Despite years of combat and a recent surge of troops, Iraq remains politically and socially unstable, unable to establish a central government that can lead its diverse population. But there are many signs of progress—schools and universities are open, market places are teeming, and the nation has begun the long process of political reconciliation. Is America finally winning the war in Iraq?
For the motion
Frederick W. Kagan
Resident Scholar in Defense and Security Policy Studies at American Enterprise Institute (AEI)
Frederick was previously an associate professor of military history at the U.S. Military Academy at West Point. Kagan is the author of Iraq: The Way... Read More
General Jack Keane
Senior Managing Director and Co-Founder of Keane Advisors, LLC, a private equity firm
General Keane is also a member of the secretary of defenses policy board, a member of the Council on Foreign Relations, and a director and member... Read More
Against the motion
Sir Malcolm Rifkind
Former Foreign Secretary and a Former Defense Secretary of the UK
Sir Rifkind was one of only four ministers to serve throughout the whole prime ministerships of both Margaret Thatcher and John Major. In 1997 he... Read More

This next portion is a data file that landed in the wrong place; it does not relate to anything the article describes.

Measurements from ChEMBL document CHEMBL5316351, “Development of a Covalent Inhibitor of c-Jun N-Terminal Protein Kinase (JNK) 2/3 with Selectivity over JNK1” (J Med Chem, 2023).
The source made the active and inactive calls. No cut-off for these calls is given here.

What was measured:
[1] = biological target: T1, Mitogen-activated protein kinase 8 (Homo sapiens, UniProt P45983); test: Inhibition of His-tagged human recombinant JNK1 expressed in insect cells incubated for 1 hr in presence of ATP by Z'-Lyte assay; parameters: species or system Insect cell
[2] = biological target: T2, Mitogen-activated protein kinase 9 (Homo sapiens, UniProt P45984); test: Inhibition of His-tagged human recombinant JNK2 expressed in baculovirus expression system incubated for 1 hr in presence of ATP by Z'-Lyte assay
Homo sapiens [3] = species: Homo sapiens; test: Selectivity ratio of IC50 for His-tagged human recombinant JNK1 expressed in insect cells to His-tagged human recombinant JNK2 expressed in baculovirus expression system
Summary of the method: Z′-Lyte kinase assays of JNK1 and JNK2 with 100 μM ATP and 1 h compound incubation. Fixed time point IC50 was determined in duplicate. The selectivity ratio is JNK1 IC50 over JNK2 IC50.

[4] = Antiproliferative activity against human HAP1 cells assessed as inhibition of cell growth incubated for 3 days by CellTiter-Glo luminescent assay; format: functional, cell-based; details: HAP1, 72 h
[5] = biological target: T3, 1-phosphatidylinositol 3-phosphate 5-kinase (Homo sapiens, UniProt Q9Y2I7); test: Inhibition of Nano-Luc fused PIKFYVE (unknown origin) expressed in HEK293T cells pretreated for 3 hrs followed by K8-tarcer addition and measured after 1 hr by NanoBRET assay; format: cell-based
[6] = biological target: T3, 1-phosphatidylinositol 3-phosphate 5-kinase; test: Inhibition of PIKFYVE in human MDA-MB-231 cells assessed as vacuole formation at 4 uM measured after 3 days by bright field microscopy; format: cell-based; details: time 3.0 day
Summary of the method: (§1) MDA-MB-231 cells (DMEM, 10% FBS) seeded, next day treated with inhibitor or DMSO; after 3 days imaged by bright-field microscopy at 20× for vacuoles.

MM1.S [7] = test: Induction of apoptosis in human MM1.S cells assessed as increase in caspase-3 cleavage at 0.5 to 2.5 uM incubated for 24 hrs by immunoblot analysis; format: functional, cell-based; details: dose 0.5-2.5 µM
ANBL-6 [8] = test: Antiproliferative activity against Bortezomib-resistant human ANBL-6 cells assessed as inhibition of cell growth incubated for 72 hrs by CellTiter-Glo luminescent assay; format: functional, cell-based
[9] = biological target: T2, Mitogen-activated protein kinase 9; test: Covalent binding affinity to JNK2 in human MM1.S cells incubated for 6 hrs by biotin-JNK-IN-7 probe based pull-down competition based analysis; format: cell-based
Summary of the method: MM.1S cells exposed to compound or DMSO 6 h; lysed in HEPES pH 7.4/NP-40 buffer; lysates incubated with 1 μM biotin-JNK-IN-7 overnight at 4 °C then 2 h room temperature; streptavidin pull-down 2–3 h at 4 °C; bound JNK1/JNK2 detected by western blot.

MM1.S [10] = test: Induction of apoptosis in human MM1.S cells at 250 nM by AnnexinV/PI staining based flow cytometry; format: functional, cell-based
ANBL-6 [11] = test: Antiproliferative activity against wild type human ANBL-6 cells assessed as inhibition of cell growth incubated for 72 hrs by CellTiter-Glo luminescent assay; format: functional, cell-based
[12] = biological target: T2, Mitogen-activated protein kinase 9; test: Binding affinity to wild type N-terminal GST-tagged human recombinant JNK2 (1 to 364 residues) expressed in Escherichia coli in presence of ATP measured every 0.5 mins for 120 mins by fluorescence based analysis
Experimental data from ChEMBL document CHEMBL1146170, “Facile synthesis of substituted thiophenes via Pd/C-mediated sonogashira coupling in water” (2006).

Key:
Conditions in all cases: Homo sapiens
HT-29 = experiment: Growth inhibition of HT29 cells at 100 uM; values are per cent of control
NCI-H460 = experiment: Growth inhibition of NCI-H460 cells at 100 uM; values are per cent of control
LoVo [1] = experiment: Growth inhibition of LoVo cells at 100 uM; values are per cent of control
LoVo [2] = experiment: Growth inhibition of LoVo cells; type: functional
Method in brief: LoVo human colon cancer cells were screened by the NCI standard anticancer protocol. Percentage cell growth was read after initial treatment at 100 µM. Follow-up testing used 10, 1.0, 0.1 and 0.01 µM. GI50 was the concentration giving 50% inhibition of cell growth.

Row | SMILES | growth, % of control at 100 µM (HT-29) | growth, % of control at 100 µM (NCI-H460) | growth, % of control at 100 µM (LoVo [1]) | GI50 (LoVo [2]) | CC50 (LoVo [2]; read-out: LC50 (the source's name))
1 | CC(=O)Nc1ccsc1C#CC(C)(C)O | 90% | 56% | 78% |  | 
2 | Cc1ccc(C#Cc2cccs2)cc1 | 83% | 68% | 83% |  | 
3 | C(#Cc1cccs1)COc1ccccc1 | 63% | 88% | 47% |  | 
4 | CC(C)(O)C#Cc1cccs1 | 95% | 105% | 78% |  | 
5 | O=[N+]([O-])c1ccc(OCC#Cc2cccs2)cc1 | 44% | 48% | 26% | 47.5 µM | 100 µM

Writer/Director of No End in Sight, a documentary about U.S. policy in Iraq
Charles received his PhD in Political Science from M.I.T. After selling Vermeer Technologies of which he was co-founder, Ferguson has been a visiting... Read More
Where Do You Stand?
For The Motion
In Iraq today, schools and universities are open, marketplaces are teeming, and people are engaging in social activities; this marks a dramatic change from the chaotic state of the country in 2006.
The nation has begun a political reconciliation with a growing number of citizens engaged in the political process and more than 500 parties formed.
Iraqi security forces are now fighting alongside the American army to combat enemy militias without the hindrance of sectarian infighting, which promises a future of Iraqi-led national security.
Against The Motion
Due to America’s poorly planned occupation, Iraq remains socially and politically unstable: its infrastructure is demolished, many former military personnel were abruptly unemployed, and the majority of the nation’s physicians are dead.
Iraq’s current political leadership constitutes an uneasy coalition of sectarian individuals with an extensive history of violence that has not been reconciled.
In committing vast resources to a now strife-ridden Iraq, the United States has weakened its own, and Iraq’s, ability to combat Iran’s nuclear development and rise to regional prominence.